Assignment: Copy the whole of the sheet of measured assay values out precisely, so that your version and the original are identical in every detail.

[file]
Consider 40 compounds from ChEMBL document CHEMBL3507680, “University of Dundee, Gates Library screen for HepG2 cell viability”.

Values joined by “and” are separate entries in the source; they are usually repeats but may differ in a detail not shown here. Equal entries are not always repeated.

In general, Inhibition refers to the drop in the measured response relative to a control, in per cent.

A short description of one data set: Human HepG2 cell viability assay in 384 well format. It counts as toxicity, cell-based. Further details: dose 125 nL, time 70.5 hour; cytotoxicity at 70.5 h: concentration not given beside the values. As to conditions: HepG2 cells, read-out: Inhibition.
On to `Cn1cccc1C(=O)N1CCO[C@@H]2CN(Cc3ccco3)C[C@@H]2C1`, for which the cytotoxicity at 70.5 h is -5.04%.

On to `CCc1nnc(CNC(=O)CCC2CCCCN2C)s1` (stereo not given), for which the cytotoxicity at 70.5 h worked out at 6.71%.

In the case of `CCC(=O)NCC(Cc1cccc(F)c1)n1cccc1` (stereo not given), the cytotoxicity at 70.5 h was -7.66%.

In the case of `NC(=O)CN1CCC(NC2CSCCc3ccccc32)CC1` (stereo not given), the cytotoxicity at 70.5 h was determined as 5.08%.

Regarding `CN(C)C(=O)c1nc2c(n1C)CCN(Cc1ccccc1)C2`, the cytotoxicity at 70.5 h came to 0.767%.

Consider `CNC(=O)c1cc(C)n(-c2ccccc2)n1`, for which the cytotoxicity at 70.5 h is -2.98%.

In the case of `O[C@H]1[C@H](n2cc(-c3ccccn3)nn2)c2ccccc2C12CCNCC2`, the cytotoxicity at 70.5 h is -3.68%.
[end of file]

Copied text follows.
Consider 40 compounds from ChEMBL document CHEMBL3507680, “University of Dundee, Gates Library screen for HepG2 cell viability”.

Values joined by “and” are separate entries in the source; they are usually repeats but may differ in a detail not shown here. Equal entries are not always repeated.

In general, Inhibition refers to the drop in the measured response relative to a control, in per cent.

A short description of one data set: Human HepG2 cell viability assay in 384 well format. It counts as toxicity, cell-based. Further details: dose 125 nL, time 70.5 hour; cytotoxicity at 70.5 h: concentration not given beside the values. As to conditions: HepG2 cells, read-out: Inhibition.
On to `Cn1cccc1C(=O)N1CCO[C@@H]2CN(Cc3ccco3)C[C@@H]2C1`, for which the cytotoxicity at 70.5 h is -5.04%.

On to `CCc1nnc(CNC(=O)CCC2CCCCN2C)s1` (stereo not given), for which the cytotoxicity at 70.5 h worked out at 6.71%.

In the case of `CCC(=O)NCC(Cc1cccc(F)c1)n1cccc1` (stereo not given), the cytotoxicity at 70.5 h was -7.66%.

In the case of `NC(=O)CN1CCC(NC2CSCCc3ccccc32)CC1` (stereo not given), the cytotoxicity at 70.5 h was determined as 5.08%.

Regarding `CN(C)C(=O)c1nc2c(n1C)CCN(Cc1ccccc1)C2`, the cytotoxicity at 70.5 h came to 0.767%.

Consider `CNC(=O)c1cc(C)n(-c2ccccc2)n1`, for which the cytotoxicity at 70.5 h is -2.98%.

In the case of `O[C@H]1[C@H](n2cc(-c3ccccn3)nn2)c2ccccc2C12CCNCC2`, the cytotoxicity at 70.5 h is -3.68%.